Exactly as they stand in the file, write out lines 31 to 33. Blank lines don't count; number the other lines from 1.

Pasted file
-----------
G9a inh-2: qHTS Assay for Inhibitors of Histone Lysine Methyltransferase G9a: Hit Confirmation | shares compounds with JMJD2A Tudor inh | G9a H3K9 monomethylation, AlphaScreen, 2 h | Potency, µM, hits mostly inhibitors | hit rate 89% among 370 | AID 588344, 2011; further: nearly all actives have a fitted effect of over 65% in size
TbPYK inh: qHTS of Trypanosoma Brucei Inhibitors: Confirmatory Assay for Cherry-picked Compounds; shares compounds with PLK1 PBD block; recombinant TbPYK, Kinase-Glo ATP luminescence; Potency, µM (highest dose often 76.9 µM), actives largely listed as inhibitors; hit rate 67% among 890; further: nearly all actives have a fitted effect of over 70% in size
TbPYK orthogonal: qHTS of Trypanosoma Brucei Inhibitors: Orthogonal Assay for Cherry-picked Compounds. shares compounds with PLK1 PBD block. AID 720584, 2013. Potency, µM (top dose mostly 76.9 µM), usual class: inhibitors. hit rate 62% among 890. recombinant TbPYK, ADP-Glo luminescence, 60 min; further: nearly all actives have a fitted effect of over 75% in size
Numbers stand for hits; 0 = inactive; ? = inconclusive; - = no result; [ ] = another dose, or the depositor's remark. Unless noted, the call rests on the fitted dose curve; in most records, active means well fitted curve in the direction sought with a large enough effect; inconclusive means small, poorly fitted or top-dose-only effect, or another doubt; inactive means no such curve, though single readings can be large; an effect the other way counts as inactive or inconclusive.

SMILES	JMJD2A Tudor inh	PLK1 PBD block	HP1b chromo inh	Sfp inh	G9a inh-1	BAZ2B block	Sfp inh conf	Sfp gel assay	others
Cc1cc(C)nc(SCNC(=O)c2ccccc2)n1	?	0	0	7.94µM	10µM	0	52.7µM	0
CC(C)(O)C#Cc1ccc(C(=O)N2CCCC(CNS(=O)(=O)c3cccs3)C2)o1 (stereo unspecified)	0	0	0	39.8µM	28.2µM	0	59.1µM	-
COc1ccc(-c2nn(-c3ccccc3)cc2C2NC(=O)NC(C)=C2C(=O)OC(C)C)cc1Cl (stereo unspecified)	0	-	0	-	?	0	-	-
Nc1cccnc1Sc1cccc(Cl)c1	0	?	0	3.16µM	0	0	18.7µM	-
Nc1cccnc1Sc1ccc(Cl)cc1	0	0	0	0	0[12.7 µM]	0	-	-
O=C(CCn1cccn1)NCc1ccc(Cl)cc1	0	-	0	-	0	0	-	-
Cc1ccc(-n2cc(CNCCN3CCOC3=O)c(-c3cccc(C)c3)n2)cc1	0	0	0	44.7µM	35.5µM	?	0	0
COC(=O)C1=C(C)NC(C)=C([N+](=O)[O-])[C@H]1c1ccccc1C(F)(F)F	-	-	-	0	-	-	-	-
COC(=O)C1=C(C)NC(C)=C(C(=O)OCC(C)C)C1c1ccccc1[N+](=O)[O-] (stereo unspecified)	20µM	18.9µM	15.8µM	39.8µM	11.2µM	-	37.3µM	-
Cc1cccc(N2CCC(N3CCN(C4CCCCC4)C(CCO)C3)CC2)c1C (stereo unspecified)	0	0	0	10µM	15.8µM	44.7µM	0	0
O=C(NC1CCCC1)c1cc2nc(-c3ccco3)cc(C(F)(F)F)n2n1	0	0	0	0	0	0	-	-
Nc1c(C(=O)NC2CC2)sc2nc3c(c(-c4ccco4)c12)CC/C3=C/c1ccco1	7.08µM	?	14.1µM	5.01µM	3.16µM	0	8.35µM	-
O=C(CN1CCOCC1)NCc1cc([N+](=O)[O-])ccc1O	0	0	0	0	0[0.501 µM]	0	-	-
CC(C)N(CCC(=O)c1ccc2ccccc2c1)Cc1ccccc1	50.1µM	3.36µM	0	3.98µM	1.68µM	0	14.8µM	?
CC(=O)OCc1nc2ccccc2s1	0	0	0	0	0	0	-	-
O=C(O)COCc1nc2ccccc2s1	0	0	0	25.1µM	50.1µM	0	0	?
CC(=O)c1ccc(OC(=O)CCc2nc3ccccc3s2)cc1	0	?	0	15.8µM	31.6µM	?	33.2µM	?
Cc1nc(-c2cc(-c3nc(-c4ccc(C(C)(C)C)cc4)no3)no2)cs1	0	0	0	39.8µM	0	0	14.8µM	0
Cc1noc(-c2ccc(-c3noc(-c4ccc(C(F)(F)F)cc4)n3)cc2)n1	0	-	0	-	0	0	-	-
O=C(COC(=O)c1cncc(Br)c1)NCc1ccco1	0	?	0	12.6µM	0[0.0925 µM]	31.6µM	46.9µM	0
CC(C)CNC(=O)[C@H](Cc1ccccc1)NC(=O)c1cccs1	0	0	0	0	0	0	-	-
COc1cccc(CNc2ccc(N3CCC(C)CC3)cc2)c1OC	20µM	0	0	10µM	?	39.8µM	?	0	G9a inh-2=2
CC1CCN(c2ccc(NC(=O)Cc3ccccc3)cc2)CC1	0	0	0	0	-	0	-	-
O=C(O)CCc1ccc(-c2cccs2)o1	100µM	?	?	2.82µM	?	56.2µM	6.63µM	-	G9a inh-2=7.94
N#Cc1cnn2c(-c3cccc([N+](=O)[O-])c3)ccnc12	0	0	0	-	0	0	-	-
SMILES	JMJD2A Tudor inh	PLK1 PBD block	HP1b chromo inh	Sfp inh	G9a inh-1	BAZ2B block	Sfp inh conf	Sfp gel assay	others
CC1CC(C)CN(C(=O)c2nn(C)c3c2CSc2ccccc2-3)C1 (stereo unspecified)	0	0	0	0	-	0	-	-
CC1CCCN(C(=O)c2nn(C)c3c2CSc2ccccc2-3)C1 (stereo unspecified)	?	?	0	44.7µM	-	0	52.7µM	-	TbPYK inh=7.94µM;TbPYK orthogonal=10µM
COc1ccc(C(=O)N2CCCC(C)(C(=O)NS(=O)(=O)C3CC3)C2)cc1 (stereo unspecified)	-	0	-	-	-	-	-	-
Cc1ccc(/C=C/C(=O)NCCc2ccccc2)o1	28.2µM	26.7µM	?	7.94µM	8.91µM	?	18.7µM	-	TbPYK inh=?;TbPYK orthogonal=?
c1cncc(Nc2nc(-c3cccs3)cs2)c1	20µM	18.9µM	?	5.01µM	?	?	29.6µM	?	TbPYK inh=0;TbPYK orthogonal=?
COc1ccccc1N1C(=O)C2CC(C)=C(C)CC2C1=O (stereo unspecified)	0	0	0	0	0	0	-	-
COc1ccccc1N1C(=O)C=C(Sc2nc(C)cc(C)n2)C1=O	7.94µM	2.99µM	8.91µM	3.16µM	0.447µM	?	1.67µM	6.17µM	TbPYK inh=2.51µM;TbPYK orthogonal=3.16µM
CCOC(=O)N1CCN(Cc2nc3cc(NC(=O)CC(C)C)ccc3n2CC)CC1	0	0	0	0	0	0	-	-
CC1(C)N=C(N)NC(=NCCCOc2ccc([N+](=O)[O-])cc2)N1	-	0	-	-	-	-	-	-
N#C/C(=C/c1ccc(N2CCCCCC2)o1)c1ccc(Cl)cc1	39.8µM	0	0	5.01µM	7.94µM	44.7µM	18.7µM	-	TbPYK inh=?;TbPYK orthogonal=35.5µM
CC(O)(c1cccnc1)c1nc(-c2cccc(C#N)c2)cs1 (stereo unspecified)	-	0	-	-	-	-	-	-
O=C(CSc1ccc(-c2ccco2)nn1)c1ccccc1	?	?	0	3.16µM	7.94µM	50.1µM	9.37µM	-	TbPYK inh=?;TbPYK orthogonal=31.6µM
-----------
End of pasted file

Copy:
SMILES	JMJD2A Tudor inh	PLK1 PBD block	HP1b chromo inh	Sfp inh	G9a inh-1	BAZ2B block	Sfp inh conf	Sfp gel assay	others
CC1CC(C)CN(C(=O)c2nn(C)c3c2CSc2ccccc2-3)C1 (stereo unspecified)	0	0	0	0	-	0	-	-
CC1CCCN(C(=O)c2nn(C)c3c2CSc2ccccc2-3)C1 (stereo unspecified)	?	?	0	44.7µM	-	0	52.7µM	-	TbPYK inh=7.94µM;TbPYK orthogonal=10µM